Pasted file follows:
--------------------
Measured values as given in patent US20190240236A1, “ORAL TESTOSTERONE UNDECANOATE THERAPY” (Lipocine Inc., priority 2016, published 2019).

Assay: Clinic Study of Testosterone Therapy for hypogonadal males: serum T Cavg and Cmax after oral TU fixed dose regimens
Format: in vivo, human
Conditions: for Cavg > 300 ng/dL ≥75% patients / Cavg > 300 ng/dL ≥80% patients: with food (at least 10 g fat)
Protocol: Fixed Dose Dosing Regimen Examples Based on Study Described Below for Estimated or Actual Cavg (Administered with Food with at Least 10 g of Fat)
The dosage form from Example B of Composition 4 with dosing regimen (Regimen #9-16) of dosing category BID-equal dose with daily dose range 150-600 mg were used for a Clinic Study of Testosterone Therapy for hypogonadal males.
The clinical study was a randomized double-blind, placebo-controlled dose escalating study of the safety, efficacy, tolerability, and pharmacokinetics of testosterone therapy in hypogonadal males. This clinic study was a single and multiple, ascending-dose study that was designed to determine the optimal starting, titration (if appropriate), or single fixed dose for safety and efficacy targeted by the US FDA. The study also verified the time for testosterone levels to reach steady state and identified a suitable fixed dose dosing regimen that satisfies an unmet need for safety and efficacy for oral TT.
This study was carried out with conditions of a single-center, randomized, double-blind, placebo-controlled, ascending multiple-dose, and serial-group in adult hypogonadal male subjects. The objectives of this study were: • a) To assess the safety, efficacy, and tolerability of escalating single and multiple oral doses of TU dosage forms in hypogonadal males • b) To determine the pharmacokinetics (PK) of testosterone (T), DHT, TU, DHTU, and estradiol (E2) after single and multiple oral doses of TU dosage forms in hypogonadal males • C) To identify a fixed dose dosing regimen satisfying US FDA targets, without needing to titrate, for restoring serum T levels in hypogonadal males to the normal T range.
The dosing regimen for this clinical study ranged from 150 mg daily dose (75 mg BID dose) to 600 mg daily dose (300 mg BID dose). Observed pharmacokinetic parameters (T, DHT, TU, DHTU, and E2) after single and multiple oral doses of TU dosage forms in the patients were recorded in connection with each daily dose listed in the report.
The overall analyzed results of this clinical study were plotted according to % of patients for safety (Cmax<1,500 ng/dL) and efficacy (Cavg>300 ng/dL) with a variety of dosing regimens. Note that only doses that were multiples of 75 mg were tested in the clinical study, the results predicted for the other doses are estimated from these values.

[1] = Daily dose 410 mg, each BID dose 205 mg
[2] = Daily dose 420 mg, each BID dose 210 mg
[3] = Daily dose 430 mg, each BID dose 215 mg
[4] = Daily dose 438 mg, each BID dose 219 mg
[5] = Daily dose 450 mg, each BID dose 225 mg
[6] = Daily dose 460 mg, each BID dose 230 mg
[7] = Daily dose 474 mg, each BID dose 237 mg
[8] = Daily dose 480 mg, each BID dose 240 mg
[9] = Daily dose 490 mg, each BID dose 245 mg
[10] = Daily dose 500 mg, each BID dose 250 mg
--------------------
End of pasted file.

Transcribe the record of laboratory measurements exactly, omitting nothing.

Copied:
Measured values as given in patent US20190240236A1, “ORAL TESTOSTERONE UNDECANOATE THERAPY” (Lipocine Inc., priority 2016, published 2019).

Assay: Clinic Study of Testosterone Therapy for hypogonadal males: serum T Cavg and Cmax after oral TU fixed dose regimens
Format: in vivo, human
Conditions: for Cavg > 300 ng/dL ≥75% patients / Cavg > 300 ng/dL ≥80% patients: with food (at least 10 g fat)
Protocol: Fixed Dose Dosing Regimen Examples Based on Study Described Below for Estimated or Actual Cavg (Administered with Food with at Least 10 g of Fat)
The dosage form from Example B of Composition 4 with dosing regimen (Regimen #9-16) of dosing category BID-equal dose with daily dose range 150-600 mg were used for a Clinic Study of Testosterone Therapy for hypogonadal males.
The clinical study was a randomized double-blind, placebo-controlled dose escalating study of the safety, efficacy, tolerability, and pharmacokinetics of testosterone therapy in hypogonadal males. This clinic study was a single and multiple, ascending-dose study that was designed to determine the optimal starting, titration (if appropriate), or single fixed dose for safety and efficacy targeted by the US FDA. The study also verified the time for testosterone levels to reach steady state and identified a suitable fixed dose dosing regimen that satisfies an unmet need for safety and efficacy for oral TT.
This study was carried out with conditions of a single-center, randomized, double-blind, placebo-controlled, ascending multiple-dose, and serial-group in adult hypogonadal male subjects. The objectives of this study were: • a) To assess the safety, efficacy, and tolerability of escalating single and multiple oral doses of TU dosage forms in hypogonadal males • b) To determine the pharmacokinetics (PK) of testosterone (T), DHT, TU, DHTU, and estradiol (E2) after single and multiple oral doses of TU dosage forms in hypogonadal males • C) To identify a fixed dose dosing regimen satisfying US FDA targets, without needing to titrate, for restoring serum T levels in hypogonadal males to the normal T range.
The dosing regimen for this clinical study ranged from 150 mg daily dose (75 mg BID dose) to 600 mg daily dose (300 mg BID dose). Observed pharmacokinetic parameters (T, DHT, TU, DHTU, and E2) after single and multiple oral doses of TU dosage forms in the patients were recorded in connection with each daily dose listed in the report.
The overall analyzed results of this clinical study were plotted according to % of patients for safety (Cmax<1,500 ng/dL) and efficacy (Cavg>300 ng/dL) with a variety of dosing regimens. Note that only doses that were multiples of 75 mg were tested in the clinical study, the results predicted for the other doses are estimated from these values.

[1] = Daily dose 410 mg, each BID dose 205 mg
[2] = Daily dose 420 mg, each BID dose 210 mg
[3] = Daily dose 430 mg, each BID dose 215 mg
[4] = Daily dose 438 mg, each BID dose 219 mg
[5] = Daily dose 450 mg, each BID dose 225 mg
[6] = Daily dose 460 mg, each BID dose 230 mg
[7] = Daily dose 474 mg, each BID dose 237 mg
[8] = Daily dose 480 mg, each BID dose 240 mg
[9] = Daily dose 490 mg, each BID dose 245 mg
[10] = Daily dose 500 mg, each BID dose 250 mg